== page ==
National Security Adviser Shiv Shankar Menon and Foreign Secretary Nirupama Rao, both former ambassadors to Beijing, prevailed over the dominant view of the Karmapa, Ugyen Trinley Dorjee, being a "pro-China asset in India", reports RS Chauhan
The government's sudden decision to go easy on the Karmapa and allow him to stay and to allocate one piece of land in Himachal Pradesh for him to build his own monastery, is the result of the SS Menon-Nirupama Rao line prevailing over the more hardliner view, top sources in the establishment have told rediff.com.
National Security Adviser Shiv Shankar Menon and Foreign Secretary Nirupama Rao, both former ambassadors to Beijing, prevailed over the dominant view that the Tibetan spiritual leader, Karmapa Ugyen Trinley Dorjee, was a "pro-China asset in India".
At a high level meeting held a fortnight ago, the NSA and Rao overruled past and present evidence and government reports terming the Karmapa's presence in India as "prejudicial to national security interests,' saying that one last effort should be made to win him over.
Given the pre-eminence that Menon enjoys in this government, this view has been grudgingly accepted as the official line but officials in the home ministry, Intelligence Bureau and the Research and Analysis Wing point towards two past reports that had elaborated why the Karmapa should not be allowed to stay in India.
In 2003, an inter-ministerial group under the then joint secretary, ministry of external affairs, Nalin Surie (India's current high commissioner to London) and comprising officials of the MEA, ministry of home affairs, ministry of defence, IB, RA&W, concluded: 'The Karmapa's presence (in India) is prejudicial to India's national security interests.' The committee had studied all gamuts of the issue, looked at the historical precedents and all available evidence before coming to that conclusion. When the report was presented to the cabinet committee on security under the National Democratic Alliance regime, it was asked to once again review it.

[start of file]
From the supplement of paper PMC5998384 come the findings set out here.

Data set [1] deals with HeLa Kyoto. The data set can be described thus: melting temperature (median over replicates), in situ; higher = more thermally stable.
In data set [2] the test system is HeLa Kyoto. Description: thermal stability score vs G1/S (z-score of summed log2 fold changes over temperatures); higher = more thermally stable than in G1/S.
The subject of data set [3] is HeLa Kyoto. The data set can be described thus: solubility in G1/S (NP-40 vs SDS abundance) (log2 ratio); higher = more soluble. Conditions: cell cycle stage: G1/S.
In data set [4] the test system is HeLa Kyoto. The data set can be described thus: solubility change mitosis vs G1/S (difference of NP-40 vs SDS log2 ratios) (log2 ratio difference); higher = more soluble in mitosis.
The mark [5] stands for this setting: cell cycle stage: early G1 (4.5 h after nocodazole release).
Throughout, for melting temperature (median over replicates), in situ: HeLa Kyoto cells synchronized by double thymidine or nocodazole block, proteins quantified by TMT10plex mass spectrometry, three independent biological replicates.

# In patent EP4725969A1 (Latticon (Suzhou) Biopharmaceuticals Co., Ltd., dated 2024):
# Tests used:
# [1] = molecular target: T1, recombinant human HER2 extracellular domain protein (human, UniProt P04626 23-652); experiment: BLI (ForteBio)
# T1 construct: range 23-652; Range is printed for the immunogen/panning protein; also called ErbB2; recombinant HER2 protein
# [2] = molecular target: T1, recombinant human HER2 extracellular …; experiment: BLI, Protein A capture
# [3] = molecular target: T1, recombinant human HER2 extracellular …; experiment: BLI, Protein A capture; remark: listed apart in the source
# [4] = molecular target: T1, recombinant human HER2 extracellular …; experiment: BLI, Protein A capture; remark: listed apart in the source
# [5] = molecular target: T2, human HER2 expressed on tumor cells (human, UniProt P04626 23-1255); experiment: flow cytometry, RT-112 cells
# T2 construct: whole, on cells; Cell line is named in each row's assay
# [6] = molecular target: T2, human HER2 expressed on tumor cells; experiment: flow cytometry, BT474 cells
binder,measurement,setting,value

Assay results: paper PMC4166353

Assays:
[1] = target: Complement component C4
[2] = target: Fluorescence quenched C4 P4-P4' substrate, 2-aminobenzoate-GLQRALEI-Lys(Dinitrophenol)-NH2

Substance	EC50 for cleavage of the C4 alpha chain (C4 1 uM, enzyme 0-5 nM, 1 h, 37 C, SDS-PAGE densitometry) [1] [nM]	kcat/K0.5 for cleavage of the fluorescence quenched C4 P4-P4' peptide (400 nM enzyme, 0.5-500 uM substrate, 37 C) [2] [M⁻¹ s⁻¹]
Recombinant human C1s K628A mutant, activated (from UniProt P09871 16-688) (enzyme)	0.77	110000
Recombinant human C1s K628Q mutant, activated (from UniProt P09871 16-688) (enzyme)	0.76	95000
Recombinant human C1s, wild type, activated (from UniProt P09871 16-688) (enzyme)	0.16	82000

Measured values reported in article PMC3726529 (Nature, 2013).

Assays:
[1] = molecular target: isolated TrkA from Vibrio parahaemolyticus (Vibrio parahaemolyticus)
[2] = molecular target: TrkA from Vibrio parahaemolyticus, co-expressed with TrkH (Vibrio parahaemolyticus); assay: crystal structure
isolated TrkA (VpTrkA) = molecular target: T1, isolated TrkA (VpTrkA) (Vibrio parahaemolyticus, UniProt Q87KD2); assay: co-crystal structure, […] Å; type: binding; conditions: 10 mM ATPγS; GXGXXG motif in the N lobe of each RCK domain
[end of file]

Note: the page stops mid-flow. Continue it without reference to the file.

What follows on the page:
Another year-long study, however, once again reiterated its findings and told the government in end-2004, now led by Prime Minister Manmohan Singh, that all efforts should be made to send the Karmapa back since he had definite links with the Chinese establishment.
The government, however, sat on the report. But in 2009, the National Security Council Secretariat decided to undertake a separate study on the Karmapa under the then deputy NSA, Leela Ponnapa. After an eight-month effort, the NSCS said: 'His presence is not in India's national interest and the Karmapa has to be viewed as a pro-China asset bent on promoting China's interests...'
Given overwhelming evidence against the Karmapa, the then External Affairs Minister Pranab Mukherjee convened a review meeting on the Karmapa case. The meeting found that all efforts to win the Karmapa over between 2001 and 2008 (for instance, by giving him Z plus category security, meeting all his expenditure and allowing him to expand his monastery) had failed and therefore his activities needed to be curbed.
And, yet, the UPA government decided to do nothing on the Karmapa until the recent controversy. Sources in the security establishment point out that there is no truth in the argument put forward by Karmapa apologists that all his monetary transactions are handled by his devotees and officials and he has no role to play in the day to day administration of the Kargyu sect that he heads.
Sources say Karmapa Ugyen Trinley Dorjee's own affidavit to the Supreme Court in 2003, taking responsibility for all the activities of Tsurphu Labarang (a form of Tibetan administration) under which this sect functions is "deemed to have been done by me", gives a lie to the claim that the Karmapa is a simple, religious leader who does not know what his followers do with the donations and money coming to him.